Feeds

OpenSSL Heartbleed: Bloody nose for open-source bleeding hearts

Bloke behind the cockup says not enough people are helping crucial crypto project

Choosing a cloud hosting partner with confidence

Updated Robin Seggelmann, the man who accidentally introduced the password-leaking Heartbleed bug into OpenSSL, says not enough people are scrutinizing the crucial cryptographic library.

The Heartbleed flaw, which was revealed on Monday and sent shockwaves through the IT world all week, allows attackers to reach across the internet and silently siphon passwords, crypto-keys, and other sensitive information from vulnerable systems.

Any machine, whether it's your bank's HTTPS web server or your home router or your mobile phone, that uses OpenSSL 1.0.1 to 1.0.1f for secure connections is at risk, thanks to the Heartbleed bug. A new version of the library, 1.0.1g, is out now that fixes the flaw, and should be installed as soon as possible – then regenerating keys, updating SSL certificates and changing passwords can begin.

If a government spy or miscreant can grab a server's private SSL key, then, in the right conditions, any previously eavesdropped encrypted traffic can be decrypted, or the attacker can masquerade as the server – although extracting that particular secret key is no mean feat*.

After The Reg got in touch with Robin Seggelmann this morning, we were given a statement by his employer, Deutsche Telekom in Germany.

In that missive, the developer admitted he accidentally bungled the implementation of a keep-alive feature called the TLS Heartbeat Extension for OpenSSL, which was committed to the library's source code on New Year's Eve in 2011. Essentially, he forgot to check the size of a received message, allowing miscreants to take a snapshot of the inner workings of the attacked software and extract sensitive data flowing through memory.

"A possibility arose that granted access to security-relevant data, and a really simple mistake now has serious consequences," Seggelmann said today of the Heartbleed bug. "Whether the now known and fixed bug has been exploited by intelligence agencies or others is difficult to assess."

Open source or open sores?

The crux of the matter is that OpenSSL is used by millions and millions of people, even if they don't know it, but this vital encryption software – used to secure online shopping and banking, mobile apps, VPNs and much more – has a core developer team of just four volunteers who rely on donations and sponsorship. The library code is free and open source, and is used in countless products and programs, but Seggelmann and others point out that the project receives little help.

"It is important to monitor critical and safety-related software as often as possible. This is the great advantage of open source software: it is freely available to anyone who wishes to participate," Seggelmann explained this afternoon.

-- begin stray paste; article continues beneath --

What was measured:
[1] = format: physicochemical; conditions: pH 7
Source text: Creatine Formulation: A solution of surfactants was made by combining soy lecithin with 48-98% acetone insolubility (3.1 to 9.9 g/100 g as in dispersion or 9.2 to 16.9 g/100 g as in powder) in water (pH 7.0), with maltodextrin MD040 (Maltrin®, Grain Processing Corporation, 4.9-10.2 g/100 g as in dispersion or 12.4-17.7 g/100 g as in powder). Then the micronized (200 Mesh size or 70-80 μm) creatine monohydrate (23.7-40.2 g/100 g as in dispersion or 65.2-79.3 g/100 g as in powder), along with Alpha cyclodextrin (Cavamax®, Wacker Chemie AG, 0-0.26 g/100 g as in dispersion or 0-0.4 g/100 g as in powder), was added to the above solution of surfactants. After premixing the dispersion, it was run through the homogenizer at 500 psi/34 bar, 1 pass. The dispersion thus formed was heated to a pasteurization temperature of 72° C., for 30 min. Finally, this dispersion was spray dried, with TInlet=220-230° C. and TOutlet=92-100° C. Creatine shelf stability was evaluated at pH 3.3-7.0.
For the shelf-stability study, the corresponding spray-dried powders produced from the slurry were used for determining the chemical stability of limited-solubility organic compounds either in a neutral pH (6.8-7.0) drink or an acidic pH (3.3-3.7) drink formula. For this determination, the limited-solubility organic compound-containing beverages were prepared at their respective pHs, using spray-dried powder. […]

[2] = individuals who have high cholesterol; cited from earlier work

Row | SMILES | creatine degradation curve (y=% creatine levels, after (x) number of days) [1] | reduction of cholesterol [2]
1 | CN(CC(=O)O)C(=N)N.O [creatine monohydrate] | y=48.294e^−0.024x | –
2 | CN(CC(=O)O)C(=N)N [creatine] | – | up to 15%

"Unfortunately, despite very wide distribution and use by millions of users, OpenSSL does not have adequate support. In spite of its many users, there are very few who actively participate in the project."

Top 5 reasons to deploy VMware with Tegile

More from The Register

next story
Download alert: Nearly ALL top 100 Android, iOS paid apps hacked
Attack of the Clones? Yeah, but much, much scarier – report
You stupid BRICK! PCs running Avast AV can't handle Windows fixes
Fix issued, fingers pointed, forums in flames
Microsoft: Your Linux Docker containers are now OURS to command
New tool lets admins wrangle Linux apps from Windows
Facebook, working on Facebook at Work, works on Facebook. At Work
You don't want your cat or drunk pics at the office
Soz, web devs: Google snatches its Wallet off the table
Killing off web service in 3 months... but app-happy bonkers are fine
First in line to order a Nexus 6? AT&T has a BRICK for you
Black Screen of Death plagues early Google-mobe batch
prev story

Whitepapers

Why and how to choose the right cloud vendor
The benefits of cloud-based storage in your processes. Eliminate onsite, disk-based backup and archiving in favor of cloud-based data protection.
Forging a new future with identity relationship management
Learn about ForgeRock's next generation IRM platform and how it is designed to empower CEOS's and enterprises to engage with consumers.
10 ways wire data helps conquer IT complexity
IT teams can automatically detect problems across the IT environment, spot data theft, select unique pieces of transaction payloads to send to a data source, and more.
5 critical considerations for enterprise cloud backup
Key considerations when evaluating cloud backup solutions to ensure adequate protection security and availability of enterprise data.
High Performance for All
While HPC is not new, it has traditionally been seen as a specialist area – is it now geared up to meet more mainstream requirements?